So, every now and again, I do the chivalrous thing. She keeps a few seasons – seasons, mind you – on her iCloud. Having seen the whole show so many times, it’s like white noise that helps her fall asleep. But if she really can’t fall asleep, I lay aside my jousting lance and watch a few episodes with her. Which reminds of that one episode when Niles tries to – no, no, “I’ll be cut a-pieces / Before I take this oath – forget I love her?” (3.6.256-7).

Wine, women, and tray tables: The Sonnets

It’s the little things.

I knocked over my wine, sending droplets on the opening lines of “Sonnet 15”:

When I consider every thing that grows
Holds in perfection but a little moment…

You can say that again. That was like 3 euros of wine.

A little bit splashed on the closing couplet of “Sonnet 14,” too:

Or else of thee this I prognosticate:
Thy end is truth’s and beauty’s doom and date.

Fortunately, I still had some left in the bottle.

Wine, check. I managed to spill very little on my text and none of myself. Shakespeare, check. Shirt and trousers, check. Priorities, people.

Then I checked around my seat. The entire side of the cabin liner below the porthole was purple. Thank God I had a window seat. You’d think Shakespeare’s Sonnets, compact and self-contained as they are, would be a great read for a flight. Wrong.

The couple seated to my left didn’t look up from the movie they were watching on a laptop, but the lady did twitch her nose and brow. I wonder if she was detecting notes of oak and black currant. A flight attendant walked by. I hunched over my tray table to hide my wine curtain and flagged her for a napkin. She signaled she’d be right back. The napkin never came.

Cabin liners, I’m sure, are designed to handle sonnet-induced spills.

I looked back at my seat mates. They were settled in. I looked at the wine, slowly dripping down the liner. The couple looked comfortable. They’d have to pause the film, take out their earbuds, close the laptop, close the tray table, unbuckle their seat belts, get up and out into the aisle, sit back down, wait to resume the movie until I returned from the bathroom, get back up and out and down, put down the tray table, open up the laptop, put their earbuds back in, and remember what was going on when they left off. Every little movement on an airplane sets off a small chain of readjustments. Every jostle a turbulence of inconvenience. Like changing a single word in a sonnet, disrupting the pentameter and toppling the rhyme scheme.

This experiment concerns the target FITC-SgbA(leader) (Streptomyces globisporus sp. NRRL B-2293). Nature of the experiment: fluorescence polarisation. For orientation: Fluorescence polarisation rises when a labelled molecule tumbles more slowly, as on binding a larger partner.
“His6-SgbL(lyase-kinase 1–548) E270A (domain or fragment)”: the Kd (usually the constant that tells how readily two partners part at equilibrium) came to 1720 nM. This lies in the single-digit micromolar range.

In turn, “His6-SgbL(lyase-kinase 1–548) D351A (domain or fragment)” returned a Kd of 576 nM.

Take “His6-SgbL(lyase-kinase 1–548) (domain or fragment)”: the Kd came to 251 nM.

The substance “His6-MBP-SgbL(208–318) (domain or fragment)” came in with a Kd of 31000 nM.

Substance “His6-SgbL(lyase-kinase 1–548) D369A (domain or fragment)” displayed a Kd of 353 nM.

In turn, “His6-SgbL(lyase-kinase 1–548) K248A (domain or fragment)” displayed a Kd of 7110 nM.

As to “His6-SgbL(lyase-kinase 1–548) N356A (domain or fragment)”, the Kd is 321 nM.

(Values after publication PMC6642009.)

So I read few more poems, finished my wine, and waited until I actually had to go. Being considerate ends with the bladder.

The bathroom towels wiped up the wine well. Cabin liners, I’m sure, are designed to handle sonnet-induced spills. But it did have an ever-so-faint hue of violet.

So long as men can breathe or eyes can see,
So long lives this, and this gives life to thee. (18.13-14)

Shakespeare immortalized the fair youth in his poetry, I on the walls of a Boeing 737.

***

You’d also think the Sonnets would be a romantic read for a weekend getaway with your wife in Barcelona. Not exactly.